Having created a very flexible twice function and tested it successfully with my new UPPER-lower and lower-UPPER requirements, I can now step back into the stream of application development. (I consider work on twice as part of the process of building my generic PL/SQL toolset.) So I continue to code and, after a while, come back to one of my earlier uses of twice:
v_prodtype:= twice (UPPER (v_prodtype));
While I don't change this line of code, I do have to modify others in the same procedure. I then recompile that procedure and am shocked to get this error:
PLS-00306: wrong number or types of arguments in call to 'TWICE'
Suddenly code that was working earlier in the day is no longer even able to compile. What went wrong?
When I enhanced the twice function, I added a second parameter -- and I certainly needed to do that. I did not, unfortunately, take into account existing uses of twice. The way that I changed the parameter list actually invalidated those prior instances. Since I did not provide a default value for the action_in parameter, it became necessary for all executions of twice to include two values in the argument list. This is an unacceptable way to enhance existing code.
If I am going to make changes to programs currently in use across my production applications (or in any version of previously existing programs), I want to do so in a way that allows that code to continue to work as it did before without any changes. Otherwise I am facing a maintenance nightmare that would, in effect, stop me from enhancing code. It simply isn't possible (especially given the state of PL/SQL development and analysis tools) to search (and replace!) efficiently for all uses of a given program.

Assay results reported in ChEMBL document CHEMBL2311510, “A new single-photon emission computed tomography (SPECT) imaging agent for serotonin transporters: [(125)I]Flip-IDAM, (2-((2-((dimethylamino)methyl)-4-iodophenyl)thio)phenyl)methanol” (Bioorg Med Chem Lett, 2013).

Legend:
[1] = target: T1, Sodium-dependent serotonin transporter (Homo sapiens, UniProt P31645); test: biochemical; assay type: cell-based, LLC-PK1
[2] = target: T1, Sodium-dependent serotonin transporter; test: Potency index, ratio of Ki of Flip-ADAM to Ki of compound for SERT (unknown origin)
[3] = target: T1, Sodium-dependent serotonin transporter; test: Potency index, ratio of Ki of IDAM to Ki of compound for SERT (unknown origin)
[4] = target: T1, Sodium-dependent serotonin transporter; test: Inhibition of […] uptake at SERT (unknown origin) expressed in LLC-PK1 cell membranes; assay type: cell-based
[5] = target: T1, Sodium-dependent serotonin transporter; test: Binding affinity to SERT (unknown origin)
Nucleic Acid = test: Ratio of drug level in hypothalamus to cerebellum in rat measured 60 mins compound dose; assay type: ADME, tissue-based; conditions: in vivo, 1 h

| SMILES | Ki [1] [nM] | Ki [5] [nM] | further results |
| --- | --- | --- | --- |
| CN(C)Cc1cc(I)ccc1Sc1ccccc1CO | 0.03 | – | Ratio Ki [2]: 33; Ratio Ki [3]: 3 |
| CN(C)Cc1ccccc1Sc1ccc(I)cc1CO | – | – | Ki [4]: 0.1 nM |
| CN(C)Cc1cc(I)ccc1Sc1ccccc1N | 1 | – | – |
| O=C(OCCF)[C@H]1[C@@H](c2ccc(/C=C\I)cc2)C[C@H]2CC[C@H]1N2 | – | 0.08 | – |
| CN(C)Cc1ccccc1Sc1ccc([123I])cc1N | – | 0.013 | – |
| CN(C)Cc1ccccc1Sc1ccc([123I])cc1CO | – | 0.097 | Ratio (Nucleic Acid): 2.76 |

I must instead come up with a technique that will support backward compatibility with earlier uses of twice, while simultaneously allowing me to use that same program in new ways. Default values for my action_in parameter offer this possibility.
When an IN parameter has a default value, it is not necessary to include a value for that argument when the program is called. If a value is not specified, the program will use the default value in its execution. If these IN parameters are all trailing parameters (they come at the end of the parameter list), you can simply ignore them when calling the program. If the IN parameters are positioned before one or more IN or IN OUT parameters, you will have to use named notation to skip over that parameter. (See Oracle PL/SQL Programming for more details on named notation).
I can make a very simple change to the header of the twice function:
FUNCTION twice (string_in IN VARCHAR2, action_in IN VARCHAR2 DEFAULT 'N')
Then, if I call twice with just a single argument, it will assume that I do not want to perform any kind of case conversion. With this change in place, all previous occurrences of twice will work as they did before I even thought of a case-conversion action parameter. IN parameters with default values are a critical technique in ensuring backward compatibility for enhanced PL/SQL programs.
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